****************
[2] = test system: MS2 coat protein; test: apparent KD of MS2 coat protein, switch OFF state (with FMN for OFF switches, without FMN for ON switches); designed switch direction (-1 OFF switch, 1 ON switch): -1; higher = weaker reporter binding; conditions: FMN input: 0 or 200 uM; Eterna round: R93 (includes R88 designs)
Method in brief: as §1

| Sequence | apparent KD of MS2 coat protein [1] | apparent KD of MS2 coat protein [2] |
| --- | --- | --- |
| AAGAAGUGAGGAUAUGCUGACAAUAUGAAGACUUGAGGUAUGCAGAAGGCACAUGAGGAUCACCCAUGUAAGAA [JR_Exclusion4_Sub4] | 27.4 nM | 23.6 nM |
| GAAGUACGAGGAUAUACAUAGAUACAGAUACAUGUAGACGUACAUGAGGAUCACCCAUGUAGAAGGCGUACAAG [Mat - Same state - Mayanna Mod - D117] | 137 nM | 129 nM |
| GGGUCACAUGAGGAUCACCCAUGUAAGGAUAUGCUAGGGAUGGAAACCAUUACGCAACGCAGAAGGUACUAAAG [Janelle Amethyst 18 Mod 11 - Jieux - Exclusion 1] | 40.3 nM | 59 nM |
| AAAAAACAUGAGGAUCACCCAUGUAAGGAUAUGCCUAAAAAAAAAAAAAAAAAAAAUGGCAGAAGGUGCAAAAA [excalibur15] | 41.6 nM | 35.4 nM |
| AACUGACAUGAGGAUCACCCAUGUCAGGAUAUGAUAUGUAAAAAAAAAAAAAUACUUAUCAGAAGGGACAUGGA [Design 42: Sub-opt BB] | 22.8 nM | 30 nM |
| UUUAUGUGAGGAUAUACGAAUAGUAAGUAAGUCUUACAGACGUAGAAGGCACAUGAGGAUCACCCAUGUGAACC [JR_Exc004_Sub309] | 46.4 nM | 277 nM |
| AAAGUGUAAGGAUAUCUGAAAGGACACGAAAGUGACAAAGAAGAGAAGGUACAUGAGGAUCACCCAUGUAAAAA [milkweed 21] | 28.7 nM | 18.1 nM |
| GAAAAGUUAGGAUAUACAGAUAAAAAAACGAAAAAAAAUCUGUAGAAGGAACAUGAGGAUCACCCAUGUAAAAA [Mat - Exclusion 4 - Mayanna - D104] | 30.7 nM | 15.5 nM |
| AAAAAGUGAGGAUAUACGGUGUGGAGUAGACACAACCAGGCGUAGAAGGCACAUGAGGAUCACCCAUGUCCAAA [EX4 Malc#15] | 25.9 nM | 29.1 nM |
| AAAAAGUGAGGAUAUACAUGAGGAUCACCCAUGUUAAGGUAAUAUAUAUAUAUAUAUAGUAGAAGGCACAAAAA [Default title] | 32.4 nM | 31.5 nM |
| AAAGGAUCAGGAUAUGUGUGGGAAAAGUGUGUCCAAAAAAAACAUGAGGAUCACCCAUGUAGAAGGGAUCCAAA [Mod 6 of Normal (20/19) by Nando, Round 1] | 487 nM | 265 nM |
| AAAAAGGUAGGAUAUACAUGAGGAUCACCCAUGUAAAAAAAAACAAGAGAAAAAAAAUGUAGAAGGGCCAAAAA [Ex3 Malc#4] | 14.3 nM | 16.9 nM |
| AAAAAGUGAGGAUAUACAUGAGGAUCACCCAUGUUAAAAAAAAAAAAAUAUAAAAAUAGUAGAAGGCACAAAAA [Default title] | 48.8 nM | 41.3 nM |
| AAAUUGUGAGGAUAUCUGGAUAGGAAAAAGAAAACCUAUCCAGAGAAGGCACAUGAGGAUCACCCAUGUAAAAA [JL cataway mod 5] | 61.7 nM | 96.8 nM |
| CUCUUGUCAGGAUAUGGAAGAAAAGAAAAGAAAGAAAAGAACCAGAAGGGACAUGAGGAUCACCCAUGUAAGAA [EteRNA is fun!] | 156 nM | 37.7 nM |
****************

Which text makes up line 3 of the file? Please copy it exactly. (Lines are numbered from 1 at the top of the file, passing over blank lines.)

| Sequence | apparent KD of MS2 coat protein [1] | apparent KD of MS2 coat protein [2] |